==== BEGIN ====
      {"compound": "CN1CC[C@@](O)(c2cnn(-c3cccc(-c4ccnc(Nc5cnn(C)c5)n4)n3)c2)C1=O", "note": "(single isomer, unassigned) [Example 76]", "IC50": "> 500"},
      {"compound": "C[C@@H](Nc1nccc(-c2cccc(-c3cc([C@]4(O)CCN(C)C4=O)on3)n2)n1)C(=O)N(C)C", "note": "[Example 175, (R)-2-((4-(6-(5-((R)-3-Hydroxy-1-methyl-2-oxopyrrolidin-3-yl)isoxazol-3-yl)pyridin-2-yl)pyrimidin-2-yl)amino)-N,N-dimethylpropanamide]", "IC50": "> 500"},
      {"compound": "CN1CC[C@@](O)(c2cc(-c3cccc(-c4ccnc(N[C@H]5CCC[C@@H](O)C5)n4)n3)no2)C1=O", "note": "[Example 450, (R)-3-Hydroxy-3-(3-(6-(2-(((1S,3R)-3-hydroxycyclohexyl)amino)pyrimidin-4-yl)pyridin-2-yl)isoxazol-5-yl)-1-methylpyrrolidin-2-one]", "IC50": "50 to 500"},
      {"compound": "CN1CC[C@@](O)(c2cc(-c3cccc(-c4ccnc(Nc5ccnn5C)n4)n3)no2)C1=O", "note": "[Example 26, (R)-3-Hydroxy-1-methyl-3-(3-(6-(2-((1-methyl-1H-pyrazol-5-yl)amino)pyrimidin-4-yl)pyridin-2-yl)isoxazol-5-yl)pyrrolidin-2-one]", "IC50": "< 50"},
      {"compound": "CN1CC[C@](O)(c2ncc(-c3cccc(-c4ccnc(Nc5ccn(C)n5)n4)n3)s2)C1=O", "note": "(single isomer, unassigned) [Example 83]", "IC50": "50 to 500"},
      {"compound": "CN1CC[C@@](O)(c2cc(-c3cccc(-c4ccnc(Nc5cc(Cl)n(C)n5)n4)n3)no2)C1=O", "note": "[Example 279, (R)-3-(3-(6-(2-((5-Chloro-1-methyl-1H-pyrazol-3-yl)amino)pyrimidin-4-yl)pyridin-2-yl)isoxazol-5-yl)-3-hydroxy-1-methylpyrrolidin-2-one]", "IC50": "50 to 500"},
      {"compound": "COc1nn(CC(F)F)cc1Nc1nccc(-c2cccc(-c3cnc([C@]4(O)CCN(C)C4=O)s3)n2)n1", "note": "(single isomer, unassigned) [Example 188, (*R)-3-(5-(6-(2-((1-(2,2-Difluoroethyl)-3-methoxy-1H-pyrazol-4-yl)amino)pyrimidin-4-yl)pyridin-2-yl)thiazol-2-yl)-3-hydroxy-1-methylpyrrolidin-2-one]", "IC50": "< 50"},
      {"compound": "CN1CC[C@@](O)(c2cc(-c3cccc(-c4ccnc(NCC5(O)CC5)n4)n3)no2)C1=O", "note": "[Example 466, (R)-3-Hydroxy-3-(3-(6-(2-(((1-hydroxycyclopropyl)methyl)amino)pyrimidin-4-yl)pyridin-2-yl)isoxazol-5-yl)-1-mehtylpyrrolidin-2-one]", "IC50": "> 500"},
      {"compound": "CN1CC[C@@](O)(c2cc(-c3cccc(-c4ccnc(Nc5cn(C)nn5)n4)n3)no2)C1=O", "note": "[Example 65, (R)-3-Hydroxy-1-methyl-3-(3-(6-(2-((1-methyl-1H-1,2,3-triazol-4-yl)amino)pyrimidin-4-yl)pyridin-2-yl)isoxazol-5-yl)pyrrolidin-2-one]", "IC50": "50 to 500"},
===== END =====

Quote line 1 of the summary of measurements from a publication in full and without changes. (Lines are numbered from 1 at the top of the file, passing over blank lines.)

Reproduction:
      {"compound": "CN1CC[C@@](O)(c2cnn(-c3cccc(-c4ccnc(Nc5cnn(C)c5)n4)n3)c2)C1=O", "note": "(single isomer, unassigned) [Example 76]", "IC50": "> 500"},